Sunday, December 5, 2010

Hello, World

A couple of years ago I visited a research lab at M.I.T. seeking collaboration on motion capture. That solicitation did not work out, but after I described what I was doing in optics, my interlocutor strongly suggested that I set up a company to pursue my patents. "Oh, no," I protested, "I'm way too old for that." I had pictured myself going out to pasture to provide wisdom in my field of expertise to academics.

In retrospect, I began to realize that on the side of the fence inside the Institute someone like me with patents held free and clear had the kind of entrepreneurial freedom some professors would prefer over the constant committee meetings and publishing quotas that come with a perch within the pecking order of academia.The grass is always greener where you can't graze, I suppose.

At about this time I was given further encouragement by my small group of immediate associates who sensed that something big could come from the seminal inventions I had shepherded through the shoals of the Patent Cooperation Treaty. There was a rising wave to catch in the 3D world. Looking back on the auto-stereoscopic 3D displays I had built in the 1970's and the unique methods of 3D image acquisition I invented in the 1980's, it was pretty obvious I had a surf board. The question was whether this shy and retiring artist/inventor had the testosterone to brave such a wave.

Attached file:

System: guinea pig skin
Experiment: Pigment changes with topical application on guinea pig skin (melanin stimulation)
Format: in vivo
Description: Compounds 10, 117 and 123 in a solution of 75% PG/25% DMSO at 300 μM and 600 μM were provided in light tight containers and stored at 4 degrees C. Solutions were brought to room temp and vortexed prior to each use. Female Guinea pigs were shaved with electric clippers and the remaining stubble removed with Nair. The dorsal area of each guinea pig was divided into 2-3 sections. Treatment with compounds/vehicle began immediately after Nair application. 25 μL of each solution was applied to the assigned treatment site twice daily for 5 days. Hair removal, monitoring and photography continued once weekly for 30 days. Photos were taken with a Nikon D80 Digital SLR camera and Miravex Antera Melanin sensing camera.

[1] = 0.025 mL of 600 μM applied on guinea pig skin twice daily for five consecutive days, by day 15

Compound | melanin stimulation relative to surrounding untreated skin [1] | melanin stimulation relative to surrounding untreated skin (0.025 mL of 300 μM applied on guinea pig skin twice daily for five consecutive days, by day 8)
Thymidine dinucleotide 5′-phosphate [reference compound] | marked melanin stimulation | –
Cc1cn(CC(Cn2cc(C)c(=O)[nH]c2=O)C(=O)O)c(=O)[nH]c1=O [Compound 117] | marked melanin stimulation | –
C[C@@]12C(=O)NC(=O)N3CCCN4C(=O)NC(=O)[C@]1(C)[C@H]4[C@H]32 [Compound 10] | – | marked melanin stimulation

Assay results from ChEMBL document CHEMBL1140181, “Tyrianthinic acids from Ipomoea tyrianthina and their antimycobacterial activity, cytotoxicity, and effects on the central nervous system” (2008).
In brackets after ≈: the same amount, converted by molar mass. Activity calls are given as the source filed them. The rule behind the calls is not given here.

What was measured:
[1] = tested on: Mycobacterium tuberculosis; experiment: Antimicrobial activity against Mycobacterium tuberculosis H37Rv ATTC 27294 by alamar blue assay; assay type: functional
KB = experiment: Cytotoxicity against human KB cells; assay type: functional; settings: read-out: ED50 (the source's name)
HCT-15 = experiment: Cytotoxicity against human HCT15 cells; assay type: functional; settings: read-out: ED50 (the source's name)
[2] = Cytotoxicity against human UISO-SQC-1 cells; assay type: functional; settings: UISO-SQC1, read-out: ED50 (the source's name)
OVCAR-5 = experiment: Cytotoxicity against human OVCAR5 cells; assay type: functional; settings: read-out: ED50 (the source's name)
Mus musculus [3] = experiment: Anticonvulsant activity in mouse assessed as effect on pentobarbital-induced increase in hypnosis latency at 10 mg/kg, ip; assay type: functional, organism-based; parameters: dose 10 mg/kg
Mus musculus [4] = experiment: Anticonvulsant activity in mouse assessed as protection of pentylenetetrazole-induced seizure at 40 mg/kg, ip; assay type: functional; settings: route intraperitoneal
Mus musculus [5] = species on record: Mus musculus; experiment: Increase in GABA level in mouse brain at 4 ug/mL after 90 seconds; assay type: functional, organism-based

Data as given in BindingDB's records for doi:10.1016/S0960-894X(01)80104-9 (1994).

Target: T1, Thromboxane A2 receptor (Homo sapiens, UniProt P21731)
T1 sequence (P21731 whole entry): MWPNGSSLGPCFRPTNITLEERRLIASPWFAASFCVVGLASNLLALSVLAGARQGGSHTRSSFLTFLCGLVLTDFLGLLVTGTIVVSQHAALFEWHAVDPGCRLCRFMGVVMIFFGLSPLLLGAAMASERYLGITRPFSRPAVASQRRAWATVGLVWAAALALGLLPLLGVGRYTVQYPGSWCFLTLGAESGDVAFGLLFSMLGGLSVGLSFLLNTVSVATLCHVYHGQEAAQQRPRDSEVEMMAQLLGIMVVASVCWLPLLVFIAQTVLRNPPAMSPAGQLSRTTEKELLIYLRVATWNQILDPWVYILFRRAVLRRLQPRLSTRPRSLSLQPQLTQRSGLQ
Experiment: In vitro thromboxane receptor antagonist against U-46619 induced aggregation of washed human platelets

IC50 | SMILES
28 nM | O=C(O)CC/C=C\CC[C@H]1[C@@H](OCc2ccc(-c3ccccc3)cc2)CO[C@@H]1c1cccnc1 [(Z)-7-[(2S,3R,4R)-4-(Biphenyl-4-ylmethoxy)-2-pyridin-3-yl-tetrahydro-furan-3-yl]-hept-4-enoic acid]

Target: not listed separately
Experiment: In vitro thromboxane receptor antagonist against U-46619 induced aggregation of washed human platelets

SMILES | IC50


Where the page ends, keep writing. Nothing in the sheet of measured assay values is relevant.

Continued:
Let me put it this way: I never have known much of fear. Perhaps I'm too foolish to be cautious. What I say about myself is that I'm optomystic. It's a term I coined to describe two facets of my identity - my visual side and an attitude that the today is the yesterday of tomorrow. I look forward to bringing the optical devices I invented to the world. They are based on the interests I have as an artist to express how things look to my mind's eye. Generally, these are visions in 3D which I look forward to sharing with you all soon.

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